Each chapter of this textbook concludes with a list of vocabulary words and terms used in the educational environment. Practice management concepts not typically discussed in textbooks on this topic are presented, including minimum competencies, third-party billing, program outcome evaluation, mentoring, and preceptoring. Recently qualified and even seasoned audiologists will appreciate attention given to recent advances in areas like cochlear implants, auditory processing disorders, and auditory dys-synchrony as they relate to managing students with hearing loss.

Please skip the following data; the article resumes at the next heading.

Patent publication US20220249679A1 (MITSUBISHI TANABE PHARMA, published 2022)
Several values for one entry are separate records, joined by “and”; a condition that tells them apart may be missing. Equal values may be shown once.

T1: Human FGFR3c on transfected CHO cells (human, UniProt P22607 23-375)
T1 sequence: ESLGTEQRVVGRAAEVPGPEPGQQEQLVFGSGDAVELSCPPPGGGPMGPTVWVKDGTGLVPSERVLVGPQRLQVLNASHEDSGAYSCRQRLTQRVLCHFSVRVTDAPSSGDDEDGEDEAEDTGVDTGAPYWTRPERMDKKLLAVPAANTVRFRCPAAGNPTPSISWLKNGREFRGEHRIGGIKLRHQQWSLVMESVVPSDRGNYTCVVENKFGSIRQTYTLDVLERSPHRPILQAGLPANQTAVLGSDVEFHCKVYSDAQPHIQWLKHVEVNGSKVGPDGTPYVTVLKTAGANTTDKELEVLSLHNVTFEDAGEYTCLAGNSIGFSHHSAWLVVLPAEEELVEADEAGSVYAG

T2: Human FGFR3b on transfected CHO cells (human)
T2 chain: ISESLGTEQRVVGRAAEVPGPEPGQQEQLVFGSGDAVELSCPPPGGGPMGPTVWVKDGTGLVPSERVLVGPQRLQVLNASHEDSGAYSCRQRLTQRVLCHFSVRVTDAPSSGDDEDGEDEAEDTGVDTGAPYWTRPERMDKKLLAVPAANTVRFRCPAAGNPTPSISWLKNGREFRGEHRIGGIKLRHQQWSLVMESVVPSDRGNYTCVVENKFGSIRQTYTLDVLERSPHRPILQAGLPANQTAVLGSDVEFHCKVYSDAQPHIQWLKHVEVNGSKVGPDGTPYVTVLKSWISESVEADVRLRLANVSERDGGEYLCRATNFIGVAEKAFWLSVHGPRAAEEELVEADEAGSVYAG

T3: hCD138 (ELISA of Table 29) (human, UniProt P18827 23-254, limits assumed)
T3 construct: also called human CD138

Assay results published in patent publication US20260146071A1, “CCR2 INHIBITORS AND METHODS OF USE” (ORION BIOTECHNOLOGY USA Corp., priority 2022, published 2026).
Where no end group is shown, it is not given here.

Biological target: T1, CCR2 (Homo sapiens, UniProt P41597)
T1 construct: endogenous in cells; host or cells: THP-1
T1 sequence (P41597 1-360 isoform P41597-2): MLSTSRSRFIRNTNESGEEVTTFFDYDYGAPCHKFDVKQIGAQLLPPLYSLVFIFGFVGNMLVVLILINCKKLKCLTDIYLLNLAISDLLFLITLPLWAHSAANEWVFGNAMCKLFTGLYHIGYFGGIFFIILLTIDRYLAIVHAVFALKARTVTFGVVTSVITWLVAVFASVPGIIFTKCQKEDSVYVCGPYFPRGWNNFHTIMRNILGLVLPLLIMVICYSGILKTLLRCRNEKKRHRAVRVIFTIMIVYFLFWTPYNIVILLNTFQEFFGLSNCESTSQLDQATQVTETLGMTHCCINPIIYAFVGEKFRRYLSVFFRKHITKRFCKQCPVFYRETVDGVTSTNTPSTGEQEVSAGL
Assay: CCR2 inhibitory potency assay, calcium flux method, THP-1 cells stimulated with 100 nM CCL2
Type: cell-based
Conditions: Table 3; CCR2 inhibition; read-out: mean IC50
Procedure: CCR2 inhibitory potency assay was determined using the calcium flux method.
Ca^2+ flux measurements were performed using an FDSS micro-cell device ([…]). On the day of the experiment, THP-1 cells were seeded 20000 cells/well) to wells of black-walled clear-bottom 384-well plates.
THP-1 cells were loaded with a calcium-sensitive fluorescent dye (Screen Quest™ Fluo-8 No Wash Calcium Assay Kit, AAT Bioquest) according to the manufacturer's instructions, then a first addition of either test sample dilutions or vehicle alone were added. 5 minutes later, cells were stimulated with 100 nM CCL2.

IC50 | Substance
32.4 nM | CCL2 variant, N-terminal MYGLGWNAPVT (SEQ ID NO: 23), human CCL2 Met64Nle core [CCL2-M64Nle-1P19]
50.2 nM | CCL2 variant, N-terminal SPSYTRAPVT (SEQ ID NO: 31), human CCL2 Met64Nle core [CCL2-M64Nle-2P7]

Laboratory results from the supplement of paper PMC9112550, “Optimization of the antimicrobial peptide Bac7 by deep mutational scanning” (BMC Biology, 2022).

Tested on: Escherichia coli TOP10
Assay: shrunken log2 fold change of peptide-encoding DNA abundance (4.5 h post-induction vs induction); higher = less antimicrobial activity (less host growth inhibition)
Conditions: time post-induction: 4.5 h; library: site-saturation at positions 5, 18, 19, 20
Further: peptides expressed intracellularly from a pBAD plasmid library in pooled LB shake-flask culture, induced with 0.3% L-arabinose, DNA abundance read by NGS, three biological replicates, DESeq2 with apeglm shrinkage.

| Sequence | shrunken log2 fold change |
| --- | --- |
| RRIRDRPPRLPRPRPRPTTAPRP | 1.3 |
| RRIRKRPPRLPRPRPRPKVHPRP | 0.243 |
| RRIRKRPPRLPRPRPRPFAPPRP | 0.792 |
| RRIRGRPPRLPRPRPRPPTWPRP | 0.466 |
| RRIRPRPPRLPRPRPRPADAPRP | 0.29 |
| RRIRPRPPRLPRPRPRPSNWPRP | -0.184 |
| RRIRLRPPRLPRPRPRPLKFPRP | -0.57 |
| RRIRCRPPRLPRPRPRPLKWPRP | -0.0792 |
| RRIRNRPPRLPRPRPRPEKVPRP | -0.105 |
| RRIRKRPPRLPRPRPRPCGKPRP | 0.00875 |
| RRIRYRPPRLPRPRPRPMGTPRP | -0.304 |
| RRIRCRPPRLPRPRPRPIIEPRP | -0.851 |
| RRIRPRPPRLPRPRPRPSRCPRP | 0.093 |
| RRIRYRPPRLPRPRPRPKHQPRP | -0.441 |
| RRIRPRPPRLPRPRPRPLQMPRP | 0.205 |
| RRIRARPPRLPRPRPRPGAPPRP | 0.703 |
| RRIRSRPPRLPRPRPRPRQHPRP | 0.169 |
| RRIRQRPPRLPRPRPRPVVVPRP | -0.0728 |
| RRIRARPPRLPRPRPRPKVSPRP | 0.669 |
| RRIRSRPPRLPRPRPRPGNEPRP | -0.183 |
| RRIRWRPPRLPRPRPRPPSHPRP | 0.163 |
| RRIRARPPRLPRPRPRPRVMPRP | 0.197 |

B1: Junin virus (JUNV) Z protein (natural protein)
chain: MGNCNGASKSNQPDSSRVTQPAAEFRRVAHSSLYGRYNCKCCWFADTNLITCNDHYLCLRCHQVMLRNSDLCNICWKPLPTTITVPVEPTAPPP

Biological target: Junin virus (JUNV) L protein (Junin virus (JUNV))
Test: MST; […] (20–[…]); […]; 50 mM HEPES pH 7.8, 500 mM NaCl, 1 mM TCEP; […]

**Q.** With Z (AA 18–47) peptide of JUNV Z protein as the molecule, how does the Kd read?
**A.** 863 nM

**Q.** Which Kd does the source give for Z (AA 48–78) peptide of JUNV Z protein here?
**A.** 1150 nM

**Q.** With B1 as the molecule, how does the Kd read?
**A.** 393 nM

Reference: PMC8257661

The varied and ever-changing roles of audiologists in the educational setting are described and highlighted with vignettes, or short personal statements describing real practitioners degree and training information, work settings, job description within their school districts, and day-to-day responsibilities. These personal accounts allow the AuD student an inside look at what audiologists do in the schools. Students are able to experience through these readings how different, exciting, and even challenging school-based positions can be.
Instructors using this textbook will be able to supplement their lectures with the information described here, and will appreciate the structured approach wherein concepts contained in the chapters progressively advance in tune with the readers knowledge. Instructors goals will be met, as well as KASA requirements, because this textbook provides students the necessary knowledge needed to serve in an educational audiology position.